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Parents hesitant about NRA’s proposal for more guns in schools
The nation’s largest gun-rights lobby on Dec. 21 called for the placement of an armed police officer in every school, but parents and educators question how safe such a move would keep kids, whether it would be economically feasible, and how it would alter student life. Their reactions ranged from supportive to disgusted.
Already, there are an estimated 10,000 sworn officers serving in schools around the country, most of them armed and employed by local police departments, according to a membership association for the officers. Still, they’re deployed at only a fraction of the country’s approximately 98,000 public schools, and their numbers have declined during the economic downturn.
Some departments have increased police presence at schools since this month’s shooting rampage at a Connecticut elementary school that left 26 dead, but they say they can only do so temporarily because of funding.
The National Rifle Association said at a news conference that it wants Congress to fund armed officers in every American school, breaking its silence on the Connecticut shootings. The idea made sense to some anxious parents and teachers, but provoked outright anger in others.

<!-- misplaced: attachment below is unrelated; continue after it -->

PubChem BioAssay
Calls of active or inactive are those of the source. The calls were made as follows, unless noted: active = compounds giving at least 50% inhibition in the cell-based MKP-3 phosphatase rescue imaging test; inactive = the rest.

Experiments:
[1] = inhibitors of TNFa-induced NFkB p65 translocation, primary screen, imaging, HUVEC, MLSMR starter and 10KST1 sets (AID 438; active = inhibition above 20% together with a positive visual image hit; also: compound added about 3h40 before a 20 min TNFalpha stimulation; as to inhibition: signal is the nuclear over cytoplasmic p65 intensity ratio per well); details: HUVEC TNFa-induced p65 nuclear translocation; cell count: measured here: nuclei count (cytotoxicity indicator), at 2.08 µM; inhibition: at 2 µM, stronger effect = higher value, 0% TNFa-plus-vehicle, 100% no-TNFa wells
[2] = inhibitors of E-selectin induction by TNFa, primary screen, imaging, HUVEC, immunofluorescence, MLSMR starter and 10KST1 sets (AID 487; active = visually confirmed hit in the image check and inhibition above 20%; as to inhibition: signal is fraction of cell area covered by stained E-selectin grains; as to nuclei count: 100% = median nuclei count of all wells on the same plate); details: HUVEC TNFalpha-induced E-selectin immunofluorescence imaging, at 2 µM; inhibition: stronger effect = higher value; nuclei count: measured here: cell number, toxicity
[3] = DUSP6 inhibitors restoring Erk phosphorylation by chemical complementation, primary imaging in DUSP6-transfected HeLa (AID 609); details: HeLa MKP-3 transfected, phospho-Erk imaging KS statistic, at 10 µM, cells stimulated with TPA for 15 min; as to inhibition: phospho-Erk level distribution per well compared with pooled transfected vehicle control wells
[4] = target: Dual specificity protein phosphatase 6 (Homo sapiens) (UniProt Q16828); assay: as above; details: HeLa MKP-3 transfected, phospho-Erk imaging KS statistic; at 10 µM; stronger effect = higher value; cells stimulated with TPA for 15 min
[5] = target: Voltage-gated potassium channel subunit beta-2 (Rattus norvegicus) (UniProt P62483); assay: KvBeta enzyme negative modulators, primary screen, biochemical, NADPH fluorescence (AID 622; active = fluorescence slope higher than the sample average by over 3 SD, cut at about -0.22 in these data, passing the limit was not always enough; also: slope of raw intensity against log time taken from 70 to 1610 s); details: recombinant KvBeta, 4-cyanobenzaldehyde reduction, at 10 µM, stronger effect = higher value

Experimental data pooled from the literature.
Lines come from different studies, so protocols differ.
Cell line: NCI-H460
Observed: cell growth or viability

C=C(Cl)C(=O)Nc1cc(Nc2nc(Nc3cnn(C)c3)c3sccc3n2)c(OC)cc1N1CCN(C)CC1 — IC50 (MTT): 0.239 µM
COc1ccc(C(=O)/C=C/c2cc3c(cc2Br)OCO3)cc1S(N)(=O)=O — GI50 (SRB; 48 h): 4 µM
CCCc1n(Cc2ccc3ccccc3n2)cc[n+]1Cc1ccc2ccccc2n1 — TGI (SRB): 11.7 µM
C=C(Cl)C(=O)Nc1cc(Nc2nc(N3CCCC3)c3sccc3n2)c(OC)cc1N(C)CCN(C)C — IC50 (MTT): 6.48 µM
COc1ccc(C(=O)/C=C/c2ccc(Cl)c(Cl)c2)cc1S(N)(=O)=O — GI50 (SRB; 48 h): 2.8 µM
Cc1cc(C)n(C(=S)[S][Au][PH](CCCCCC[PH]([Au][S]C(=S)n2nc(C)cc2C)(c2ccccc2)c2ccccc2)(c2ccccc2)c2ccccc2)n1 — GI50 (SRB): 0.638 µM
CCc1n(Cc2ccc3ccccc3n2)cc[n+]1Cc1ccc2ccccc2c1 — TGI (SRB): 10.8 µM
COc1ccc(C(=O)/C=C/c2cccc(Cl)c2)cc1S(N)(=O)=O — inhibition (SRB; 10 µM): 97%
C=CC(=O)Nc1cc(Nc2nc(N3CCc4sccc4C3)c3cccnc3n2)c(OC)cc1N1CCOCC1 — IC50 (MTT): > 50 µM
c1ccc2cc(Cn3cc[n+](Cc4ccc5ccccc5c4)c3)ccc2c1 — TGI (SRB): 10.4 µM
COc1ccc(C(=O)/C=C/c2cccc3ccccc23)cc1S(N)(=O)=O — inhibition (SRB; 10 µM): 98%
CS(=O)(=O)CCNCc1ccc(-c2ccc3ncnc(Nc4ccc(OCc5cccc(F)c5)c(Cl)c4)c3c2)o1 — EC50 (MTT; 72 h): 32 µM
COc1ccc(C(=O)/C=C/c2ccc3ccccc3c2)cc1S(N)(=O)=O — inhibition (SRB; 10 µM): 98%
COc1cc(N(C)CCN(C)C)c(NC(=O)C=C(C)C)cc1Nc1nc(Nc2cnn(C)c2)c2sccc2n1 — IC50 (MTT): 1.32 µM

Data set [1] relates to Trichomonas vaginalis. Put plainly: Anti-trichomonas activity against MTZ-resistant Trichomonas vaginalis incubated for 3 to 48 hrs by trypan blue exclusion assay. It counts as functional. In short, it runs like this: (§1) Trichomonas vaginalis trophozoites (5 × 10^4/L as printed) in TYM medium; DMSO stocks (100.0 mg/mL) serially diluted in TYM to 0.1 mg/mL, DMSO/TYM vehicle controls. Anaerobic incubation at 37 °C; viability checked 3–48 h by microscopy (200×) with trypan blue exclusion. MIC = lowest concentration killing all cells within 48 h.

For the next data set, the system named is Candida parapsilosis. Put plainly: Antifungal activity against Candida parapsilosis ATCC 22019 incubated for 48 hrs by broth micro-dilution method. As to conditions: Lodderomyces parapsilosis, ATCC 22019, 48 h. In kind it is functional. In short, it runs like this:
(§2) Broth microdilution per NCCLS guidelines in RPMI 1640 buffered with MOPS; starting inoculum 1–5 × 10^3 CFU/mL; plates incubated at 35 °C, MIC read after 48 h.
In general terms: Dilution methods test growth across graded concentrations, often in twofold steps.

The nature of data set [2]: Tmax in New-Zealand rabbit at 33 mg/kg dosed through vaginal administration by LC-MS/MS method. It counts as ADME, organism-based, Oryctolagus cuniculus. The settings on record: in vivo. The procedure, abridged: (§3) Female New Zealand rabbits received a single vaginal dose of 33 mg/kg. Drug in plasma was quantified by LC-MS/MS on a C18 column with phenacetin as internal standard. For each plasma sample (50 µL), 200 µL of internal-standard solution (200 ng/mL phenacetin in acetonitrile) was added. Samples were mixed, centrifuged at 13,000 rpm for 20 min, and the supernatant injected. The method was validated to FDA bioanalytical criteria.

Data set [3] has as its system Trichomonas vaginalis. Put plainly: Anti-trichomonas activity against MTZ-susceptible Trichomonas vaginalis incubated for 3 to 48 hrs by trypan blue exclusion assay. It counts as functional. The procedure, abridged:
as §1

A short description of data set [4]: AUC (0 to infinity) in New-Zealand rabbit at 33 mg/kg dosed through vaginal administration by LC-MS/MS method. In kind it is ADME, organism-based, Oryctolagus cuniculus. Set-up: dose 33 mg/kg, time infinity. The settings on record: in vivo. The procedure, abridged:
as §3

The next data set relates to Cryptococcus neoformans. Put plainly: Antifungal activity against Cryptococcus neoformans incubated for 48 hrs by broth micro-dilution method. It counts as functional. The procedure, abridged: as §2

“Their solution to resolve the issue around guns [in schools] is to put more guns in the equation?” said Superintendent Hank Grishman of the Jericho, N.Y., schools on Long Island, who has been an educator for 44 years. “If anything, it would be less safe for kids. You would be putting them in the midst of potentially more gunfire.”
Where school resource officers are already in place, they help foster connections between the schools and police, and often develop a close enough relationship with parents and children that they feel comfortable coming forward with information that could prevent a threat, said Mo Canady, executive director of the National Association of School Resource Officers.
But an Oklahoma educator who teaches at a school with armed school resource officers described the National Rifle Association’s proposal as a “false solution,” though she’s not opposed to the presence of more police.
(Next page: Why the NRA’s proposal might not work)